Some tribes have issued mandatory masks orders and all have ramped up testing. Recent mass COVID-19 screenings at Spirit Lake and at the Mandan, Hidatsa and Arikara Nation each drew nearly 1,000 people.

Plaintiffs seek judgment in suit over Mauna Kea road

KAILUA-KONA, Hawaii — Plaintiffs in a lawsuit against the state of Hawaii over management of land around the Mauna Kea Access Road are seeking a partial summary judgment in the case.

The lawsuit filed by the Native Hawaiian Legal Corporation argues the departments of Transportation and Land and Natural Resources have illegally used land around the access road on the state's tallest mountain, West Hawaii Today reported.

A hearing via video conference is scheduled to be held Tuesday.

Plaintiffs in the lawsuit filed in February include Big Island Hawaiian community leaders Pualani Kanakaole Kanahele, Edward Halealoha Ayau and Kelii W. Iaone Jr.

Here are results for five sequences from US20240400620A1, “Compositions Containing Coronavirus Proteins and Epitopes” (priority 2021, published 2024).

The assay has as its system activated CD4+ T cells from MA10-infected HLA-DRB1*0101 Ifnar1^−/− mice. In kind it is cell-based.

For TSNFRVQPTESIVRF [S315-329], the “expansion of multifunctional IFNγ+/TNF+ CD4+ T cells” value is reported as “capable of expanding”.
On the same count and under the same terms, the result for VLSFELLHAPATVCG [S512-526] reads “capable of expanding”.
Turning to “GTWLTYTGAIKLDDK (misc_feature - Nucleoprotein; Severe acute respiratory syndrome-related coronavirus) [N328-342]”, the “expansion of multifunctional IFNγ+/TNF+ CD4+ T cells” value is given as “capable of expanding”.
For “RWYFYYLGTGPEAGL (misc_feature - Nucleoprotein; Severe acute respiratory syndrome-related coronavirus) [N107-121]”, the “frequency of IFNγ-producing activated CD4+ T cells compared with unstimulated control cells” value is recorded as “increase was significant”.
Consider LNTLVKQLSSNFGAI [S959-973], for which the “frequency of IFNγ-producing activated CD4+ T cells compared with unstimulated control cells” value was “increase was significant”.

Iaone and Kanahele were among more than 30 Hawaiian elders arrested during a protest at the access road in July 2019. Demonstrators last year blocked the road for months, saying the Thirty Meter Telescope project at Mauna Kea's summit would desecrate sacred land.

IEN, Kanae Okana, Mauna Kea
(Photo: Indigenous Environmental Network, File)

The judgement request asks an Oahu judge to declare that transportation department Director Jade Butay and land and natural resources Director Suzanne Case breached their trust obligations and violated the Hawaiian Homes Commission Act of 1920.

The state Department of the Attorney General filed a motion of opposition last week, saying the plaintiffs did not meet the burden to prove summary judgment is entitled.

ICT Phone Logo

The Associated Press contributed to this report.

Comments

News

FEATURED
COMMUNITY